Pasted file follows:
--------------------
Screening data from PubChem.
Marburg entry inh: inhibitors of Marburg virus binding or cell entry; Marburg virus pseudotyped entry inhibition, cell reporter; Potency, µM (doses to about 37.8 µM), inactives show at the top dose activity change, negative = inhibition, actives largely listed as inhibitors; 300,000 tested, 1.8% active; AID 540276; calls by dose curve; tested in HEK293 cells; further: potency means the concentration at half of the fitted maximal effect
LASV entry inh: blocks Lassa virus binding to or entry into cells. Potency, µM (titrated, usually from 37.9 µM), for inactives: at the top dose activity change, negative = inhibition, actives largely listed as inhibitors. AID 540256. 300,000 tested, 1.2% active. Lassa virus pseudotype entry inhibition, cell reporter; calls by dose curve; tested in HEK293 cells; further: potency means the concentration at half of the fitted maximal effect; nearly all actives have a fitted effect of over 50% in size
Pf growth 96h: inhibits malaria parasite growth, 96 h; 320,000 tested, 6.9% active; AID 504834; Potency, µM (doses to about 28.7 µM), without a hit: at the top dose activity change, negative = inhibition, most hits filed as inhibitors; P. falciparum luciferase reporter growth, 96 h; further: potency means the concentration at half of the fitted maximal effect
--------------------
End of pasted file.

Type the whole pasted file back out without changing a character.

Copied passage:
Screening data from PubChem.
Marburg entry inh: inhibitors of Marburg virus binding or cell entry; Marburg virus pseudotyped entry inhibition, cell reporter; Potency, µM (doses to about 37.8 µM), inactives show at the top dose activity change, negative = inhibition, actives largely listed as inhibitors; 300,000 tested, 1.8% active; AID 540276; calls by dose curve; tested in HEK293 cells; further: potency means the concentration at half of the fitted maximal effect
LASV entry inh: blocks Lassa virus binding to or entry into cells. Potency, µM (titrated, usually from 37.9 µM), for inactives: at the top dose activity change, negative = inhibition, actives largely listed as inhibitors. AID 540256. 300,000 tested, 1.2% active. Lassa virus pseudotype entry inhibition, cell reporter; calls by dose curve; tested in HEK293 cells; further: potency means the concentration at half of the fitted maximal effect; nearly all actives have a fitted effect of over 50% in size
Pf growth 96h: inhibits malaria parasite growth, 96 h; 320,000 tested, 6.9% active; AID 504834; Potency, µM (doses to about 28.7 µM), without a hit: at the top dose activity change, negative = inhibition, most hits filed as inhibitors; P. falciparum luciferase reporter growth, 96 h; further: potency means the concentration at half of the fitted maximal effect